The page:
Qualities—Kalm has mentioned this plant to be poisonous and blistering like Rhus Vernix; but it is quite harmless. The root when chewed has an intensely bitter and unpleasant taste, perceptible in the whole plant in a lesser degree, except the flowers, and arising from the bitter milk it contains. The decoction is of a red colour and very bitter. The spirituous solution is colourless but bitter. It contains therefore a bitter principle soluble in water and alcohol, and a colouring principle not soluble in alcohol; besides a volatile oil and caoutchouc.
Properties—This is a very active plant, highly valued by the Southern Indians. It is tonic, emetic, alterative and syphilitic. The root is the most powerful part: but it must be used fresh, since time diminishes or destroys its power. At the dose of thirty grains of the fresh powdered root, it acts as an emetic, equal to Ipecacuana; in smaller doses it is a tonic, useful in dyspepsia and fevers. The Chickasaw and Choctaw Nations employ it in syphilis, and consider it a specific, they use the fresh root chewed, swallowing only the juice. This later use has been introduced into Tennessee and Kentucky as a great secret. It must act as a tonic in all those cases, tonics being often emetic and antivenereal. An objection to this plant is its nauseous bitter taste. Many substitutes may be found of a less disagreeable nature.
Substitutes—Ipecacuana—Eupatorium perfoliatum—Prenanthes opicrina—Lobelia siphilitica—Aletris farinosa—Sanicula marilandica—Euphorbia Corollata & E. Ipecacuana—Frasera— Mezereon—Guayacum, &c. and all bitter tonics or emetics.
Remarks—Barton and Henry have not mentioned this plant, Bigelow represents it with leaves too sharp or acuminate. All the other species of the same genus have the same properties in a lesser degree. The A. cannabinum is distinguished from this by smaller leaves and flowers in shorter panicles; while the A. hypericifolium has prostrated stems with narrow leaves, and grows only on the banks of streams and lakes.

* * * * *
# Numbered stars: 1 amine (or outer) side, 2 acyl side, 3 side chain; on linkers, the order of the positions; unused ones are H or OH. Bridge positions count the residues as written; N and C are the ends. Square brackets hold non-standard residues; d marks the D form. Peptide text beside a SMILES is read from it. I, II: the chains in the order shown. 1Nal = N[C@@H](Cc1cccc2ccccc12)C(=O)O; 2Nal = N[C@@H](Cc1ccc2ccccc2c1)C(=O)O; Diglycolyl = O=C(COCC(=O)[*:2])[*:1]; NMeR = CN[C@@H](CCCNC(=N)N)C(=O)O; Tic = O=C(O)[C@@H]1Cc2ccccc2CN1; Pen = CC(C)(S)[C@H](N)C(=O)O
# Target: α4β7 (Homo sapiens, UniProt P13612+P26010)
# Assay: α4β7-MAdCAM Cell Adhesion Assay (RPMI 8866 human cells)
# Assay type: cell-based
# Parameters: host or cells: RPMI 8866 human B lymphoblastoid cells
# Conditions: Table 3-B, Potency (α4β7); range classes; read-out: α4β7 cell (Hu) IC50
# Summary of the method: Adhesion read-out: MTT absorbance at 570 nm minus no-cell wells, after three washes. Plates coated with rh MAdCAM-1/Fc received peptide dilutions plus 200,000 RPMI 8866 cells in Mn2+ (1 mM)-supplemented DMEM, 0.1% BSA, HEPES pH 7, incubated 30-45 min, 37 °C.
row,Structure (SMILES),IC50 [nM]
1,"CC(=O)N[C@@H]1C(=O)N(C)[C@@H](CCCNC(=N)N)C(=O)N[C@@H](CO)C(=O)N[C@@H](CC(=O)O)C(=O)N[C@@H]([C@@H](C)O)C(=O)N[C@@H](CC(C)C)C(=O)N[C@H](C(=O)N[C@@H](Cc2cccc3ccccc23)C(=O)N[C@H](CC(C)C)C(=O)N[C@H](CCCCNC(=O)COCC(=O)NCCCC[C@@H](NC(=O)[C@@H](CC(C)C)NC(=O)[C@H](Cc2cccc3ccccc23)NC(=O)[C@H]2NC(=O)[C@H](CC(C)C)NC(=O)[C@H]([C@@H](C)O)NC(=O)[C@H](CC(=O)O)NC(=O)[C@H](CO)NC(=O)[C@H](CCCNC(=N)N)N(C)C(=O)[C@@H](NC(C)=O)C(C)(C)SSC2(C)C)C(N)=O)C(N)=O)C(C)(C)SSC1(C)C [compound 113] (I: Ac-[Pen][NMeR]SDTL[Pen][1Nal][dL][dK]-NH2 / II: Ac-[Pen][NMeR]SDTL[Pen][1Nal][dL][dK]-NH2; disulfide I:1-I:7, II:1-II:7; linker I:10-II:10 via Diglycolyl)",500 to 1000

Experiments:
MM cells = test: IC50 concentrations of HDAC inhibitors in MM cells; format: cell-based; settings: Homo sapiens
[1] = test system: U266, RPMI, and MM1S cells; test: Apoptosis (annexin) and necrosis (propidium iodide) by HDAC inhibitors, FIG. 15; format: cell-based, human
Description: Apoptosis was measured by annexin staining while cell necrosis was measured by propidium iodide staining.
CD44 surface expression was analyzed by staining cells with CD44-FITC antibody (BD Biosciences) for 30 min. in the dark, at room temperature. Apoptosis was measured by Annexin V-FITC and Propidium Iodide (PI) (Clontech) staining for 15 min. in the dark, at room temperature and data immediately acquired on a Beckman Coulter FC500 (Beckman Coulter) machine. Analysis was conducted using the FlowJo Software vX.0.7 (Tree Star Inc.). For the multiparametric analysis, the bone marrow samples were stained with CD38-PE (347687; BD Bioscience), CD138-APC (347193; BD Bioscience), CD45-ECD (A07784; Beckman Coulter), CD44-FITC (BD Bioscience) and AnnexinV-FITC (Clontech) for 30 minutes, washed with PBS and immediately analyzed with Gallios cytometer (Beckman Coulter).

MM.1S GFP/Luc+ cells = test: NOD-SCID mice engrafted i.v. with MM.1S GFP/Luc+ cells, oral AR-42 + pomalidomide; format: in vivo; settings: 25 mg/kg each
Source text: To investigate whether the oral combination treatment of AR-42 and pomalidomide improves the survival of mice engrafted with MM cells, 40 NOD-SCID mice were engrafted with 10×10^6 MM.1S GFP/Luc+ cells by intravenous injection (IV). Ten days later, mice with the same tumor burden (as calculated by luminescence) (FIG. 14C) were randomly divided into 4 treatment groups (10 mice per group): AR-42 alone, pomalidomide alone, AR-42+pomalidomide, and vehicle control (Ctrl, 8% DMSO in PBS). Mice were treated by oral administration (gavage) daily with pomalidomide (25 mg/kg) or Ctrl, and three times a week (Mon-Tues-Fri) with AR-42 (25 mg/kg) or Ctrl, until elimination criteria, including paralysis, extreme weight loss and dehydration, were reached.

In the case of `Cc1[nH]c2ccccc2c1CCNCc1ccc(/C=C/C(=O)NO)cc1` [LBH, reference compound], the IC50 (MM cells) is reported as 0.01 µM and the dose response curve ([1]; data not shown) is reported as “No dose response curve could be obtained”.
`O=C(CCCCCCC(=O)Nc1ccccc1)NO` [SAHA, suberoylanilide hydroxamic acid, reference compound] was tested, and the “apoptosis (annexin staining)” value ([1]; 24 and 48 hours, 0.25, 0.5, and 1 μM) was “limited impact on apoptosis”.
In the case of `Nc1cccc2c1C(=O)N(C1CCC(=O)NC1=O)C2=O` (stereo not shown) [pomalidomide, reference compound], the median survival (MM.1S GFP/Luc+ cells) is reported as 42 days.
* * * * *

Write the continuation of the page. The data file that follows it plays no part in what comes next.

Additions and corrections
7. APOCYNUM ANDROSEMIFOLIUM—There are several varieties of this plant. 1. Acutifolium, 2. Acuminatum, 3. Obtusifolium, leaves nearly elliptic, 4. Roseum, &c. The milk of this plant is acrid; when dried, it forms a kind of gum elastic, very inflammable. It bears also the vulgar name of Snake's milk, and is called Hovatte in Canada and Louisiana like Asclepias. The roots are creeping: the bark of these roots is the only active part, being two thirds in weight of the whole. This bark is soluble in water and alcohol; as a tonic the dose is fifteen to twenty grains, as an emetic thirty to forty, it acts like Ipecac without inducing vertigo. It Is also employed as a cathartic, to purge the bile, and cure costiveness. Zollickoffer has used it in acute rheumatism, pneumonia, and phrenitis, after cathartics, as an efficient diaphoretic, in doses of ten grains. Some Empirics use it in hemoptysis without adequate care.
APOCYNUM, Add. Very valuable, affording hemp and cloth from the stems, cotton in the pods, sugar in the blossoms, shoots edible like asparagus, root very powerful, emetic, cathartic, diuretic, sudorific, vermifuge, and pectoral, according to doses and forms. Six grains of the powder is sudorific, 30 grains will purge and vomit, useful in asthma united to skunkweed. Also used in dropsies, rheumatism, and whooping cough by empirics. All the species nearly equal, and deserving attention.
Medical Flora, or Manual of the Medical Botany of the United States of North America, 1828, was written by C. S. Rafinesque.